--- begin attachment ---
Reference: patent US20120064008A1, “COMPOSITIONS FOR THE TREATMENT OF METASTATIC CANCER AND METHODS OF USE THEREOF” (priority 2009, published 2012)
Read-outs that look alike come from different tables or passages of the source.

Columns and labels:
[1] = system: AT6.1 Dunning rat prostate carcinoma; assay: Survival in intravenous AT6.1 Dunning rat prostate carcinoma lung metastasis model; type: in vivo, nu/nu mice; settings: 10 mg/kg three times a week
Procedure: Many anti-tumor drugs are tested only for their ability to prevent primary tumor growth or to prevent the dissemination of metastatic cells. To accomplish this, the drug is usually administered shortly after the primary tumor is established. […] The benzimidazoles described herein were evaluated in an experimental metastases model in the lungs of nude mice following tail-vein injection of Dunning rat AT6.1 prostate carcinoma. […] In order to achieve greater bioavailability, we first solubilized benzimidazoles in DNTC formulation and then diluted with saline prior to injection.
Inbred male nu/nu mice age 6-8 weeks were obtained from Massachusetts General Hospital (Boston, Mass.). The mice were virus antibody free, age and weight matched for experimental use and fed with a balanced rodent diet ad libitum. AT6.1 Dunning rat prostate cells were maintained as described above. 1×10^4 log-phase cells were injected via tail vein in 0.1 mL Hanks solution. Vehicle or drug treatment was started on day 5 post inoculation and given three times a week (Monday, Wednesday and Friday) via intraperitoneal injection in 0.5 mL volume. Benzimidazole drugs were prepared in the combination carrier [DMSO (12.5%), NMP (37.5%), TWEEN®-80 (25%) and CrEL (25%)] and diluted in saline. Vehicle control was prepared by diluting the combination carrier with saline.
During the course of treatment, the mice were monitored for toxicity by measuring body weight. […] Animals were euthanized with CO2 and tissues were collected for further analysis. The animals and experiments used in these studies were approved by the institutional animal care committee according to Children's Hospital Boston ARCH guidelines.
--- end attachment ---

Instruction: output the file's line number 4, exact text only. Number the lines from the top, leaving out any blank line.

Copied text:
[1] = system: AT6.1 Dunning rat prostate carcinoma; assay: Survival in intravenous AT6.1 Dunning rat prostate carcinoma lung metastasis model; type: in vivo, nu/nu mice; settings: 10 mg/kg three times a week